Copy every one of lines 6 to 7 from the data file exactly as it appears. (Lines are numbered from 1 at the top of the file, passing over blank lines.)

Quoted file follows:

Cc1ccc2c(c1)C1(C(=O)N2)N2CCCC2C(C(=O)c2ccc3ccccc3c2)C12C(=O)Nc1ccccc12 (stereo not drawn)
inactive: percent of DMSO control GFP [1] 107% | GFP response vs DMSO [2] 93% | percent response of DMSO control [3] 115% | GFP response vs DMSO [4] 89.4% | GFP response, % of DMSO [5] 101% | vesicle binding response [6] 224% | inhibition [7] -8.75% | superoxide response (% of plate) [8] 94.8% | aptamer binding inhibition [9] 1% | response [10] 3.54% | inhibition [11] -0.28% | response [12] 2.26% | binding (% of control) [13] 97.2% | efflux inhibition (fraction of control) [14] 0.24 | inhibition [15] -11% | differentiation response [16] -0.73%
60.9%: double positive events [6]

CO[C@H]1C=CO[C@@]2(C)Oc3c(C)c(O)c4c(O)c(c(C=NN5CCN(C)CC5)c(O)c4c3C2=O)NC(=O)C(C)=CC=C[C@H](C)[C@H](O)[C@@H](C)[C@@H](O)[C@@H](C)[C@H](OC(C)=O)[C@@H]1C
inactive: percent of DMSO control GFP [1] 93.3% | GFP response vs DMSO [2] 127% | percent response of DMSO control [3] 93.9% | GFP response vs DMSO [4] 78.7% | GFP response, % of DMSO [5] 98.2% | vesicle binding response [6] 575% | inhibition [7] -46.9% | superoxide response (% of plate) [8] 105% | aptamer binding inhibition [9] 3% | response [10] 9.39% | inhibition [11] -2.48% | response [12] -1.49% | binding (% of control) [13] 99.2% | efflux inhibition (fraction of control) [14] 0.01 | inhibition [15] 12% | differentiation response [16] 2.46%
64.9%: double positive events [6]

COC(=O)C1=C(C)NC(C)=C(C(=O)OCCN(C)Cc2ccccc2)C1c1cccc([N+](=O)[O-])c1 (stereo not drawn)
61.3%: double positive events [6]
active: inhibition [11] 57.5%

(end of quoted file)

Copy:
64.9%: double positive events [6]

COC(=O)C1=C(C)NC(C)=C(C(=O)OCCN(C)Cc2ccccc2)C1c1cccc([N+](=O)[O-])c1 (stereo not drawn)